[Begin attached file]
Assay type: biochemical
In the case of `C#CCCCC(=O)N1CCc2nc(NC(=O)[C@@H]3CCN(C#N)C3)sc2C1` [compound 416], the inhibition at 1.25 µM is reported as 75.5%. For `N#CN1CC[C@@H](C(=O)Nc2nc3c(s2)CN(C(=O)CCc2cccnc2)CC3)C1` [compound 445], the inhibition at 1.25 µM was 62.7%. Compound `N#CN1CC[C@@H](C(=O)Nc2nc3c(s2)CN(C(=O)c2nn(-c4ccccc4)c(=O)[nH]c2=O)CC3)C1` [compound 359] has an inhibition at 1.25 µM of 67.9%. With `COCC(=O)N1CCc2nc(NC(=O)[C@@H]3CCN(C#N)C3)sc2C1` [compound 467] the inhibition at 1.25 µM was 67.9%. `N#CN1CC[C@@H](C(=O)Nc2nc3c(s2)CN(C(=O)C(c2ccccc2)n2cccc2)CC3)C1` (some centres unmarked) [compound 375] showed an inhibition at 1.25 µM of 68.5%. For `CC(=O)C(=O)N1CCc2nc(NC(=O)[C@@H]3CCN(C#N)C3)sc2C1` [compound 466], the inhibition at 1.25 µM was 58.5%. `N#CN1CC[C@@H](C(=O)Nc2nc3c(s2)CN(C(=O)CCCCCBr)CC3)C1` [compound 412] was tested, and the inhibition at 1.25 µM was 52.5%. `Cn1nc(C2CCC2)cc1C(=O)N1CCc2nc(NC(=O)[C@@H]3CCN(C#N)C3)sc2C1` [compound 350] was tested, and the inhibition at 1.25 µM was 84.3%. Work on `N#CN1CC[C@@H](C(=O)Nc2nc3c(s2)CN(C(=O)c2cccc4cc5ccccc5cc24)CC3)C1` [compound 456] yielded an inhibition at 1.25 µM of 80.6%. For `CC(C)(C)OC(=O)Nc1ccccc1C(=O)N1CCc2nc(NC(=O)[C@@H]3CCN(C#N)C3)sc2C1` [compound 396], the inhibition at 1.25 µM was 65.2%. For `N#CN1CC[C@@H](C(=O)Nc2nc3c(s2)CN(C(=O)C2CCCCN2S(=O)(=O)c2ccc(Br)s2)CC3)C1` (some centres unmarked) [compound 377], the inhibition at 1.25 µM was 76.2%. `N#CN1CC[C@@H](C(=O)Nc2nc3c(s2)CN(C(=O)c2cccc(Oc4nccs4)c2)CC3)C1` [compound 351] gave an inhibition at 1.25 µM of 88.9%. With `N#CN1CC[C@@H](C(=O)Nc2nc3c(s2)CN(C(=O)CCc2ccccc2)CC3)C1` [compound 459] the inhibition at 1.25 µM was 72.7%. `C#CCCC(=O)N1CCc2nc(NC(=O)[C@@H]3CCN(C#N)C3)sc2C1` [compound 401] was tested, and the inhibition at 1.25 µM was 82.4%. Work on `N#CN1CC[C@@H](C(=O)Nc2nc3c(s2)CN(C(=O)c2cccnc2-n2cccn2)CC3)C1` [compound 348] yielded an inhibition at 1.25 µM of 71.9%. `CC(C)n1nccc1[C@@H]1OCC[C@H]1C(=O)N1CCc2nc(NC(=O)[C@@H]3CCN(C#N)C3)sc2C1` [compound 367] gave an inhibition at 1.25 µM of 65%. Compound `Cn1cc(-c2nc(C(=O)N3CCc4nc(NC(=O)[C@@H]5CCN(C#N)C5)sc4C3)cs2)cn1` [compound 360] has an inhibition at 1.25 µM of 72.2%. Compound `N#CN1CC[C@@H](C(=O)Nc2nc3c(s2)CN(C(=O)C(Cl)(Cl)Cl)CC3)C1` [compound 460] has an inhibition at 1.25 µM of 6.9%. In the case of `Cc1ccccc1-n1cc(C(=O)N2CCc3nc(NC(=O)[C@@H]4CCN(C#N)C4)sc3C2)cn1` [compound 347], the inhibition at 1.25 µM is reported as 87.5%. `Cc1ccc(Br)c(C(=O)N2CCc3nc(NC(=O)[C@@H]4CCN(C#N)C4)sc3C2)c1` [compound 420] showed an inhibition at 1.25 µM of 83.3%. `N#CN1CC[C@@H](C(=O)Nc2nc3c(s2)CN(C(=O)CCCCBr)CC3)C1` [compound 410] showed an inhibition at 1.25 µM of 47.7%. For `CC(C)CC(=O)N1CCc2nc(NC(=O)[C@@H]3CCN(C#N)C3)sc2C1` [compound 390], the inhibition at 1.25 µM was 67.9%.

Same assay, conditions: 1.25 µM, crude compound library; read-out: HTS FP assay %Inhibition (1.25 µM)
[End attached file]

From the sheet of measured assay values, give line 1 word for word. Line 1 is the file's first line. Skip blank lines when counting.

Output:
Assay type: biochemical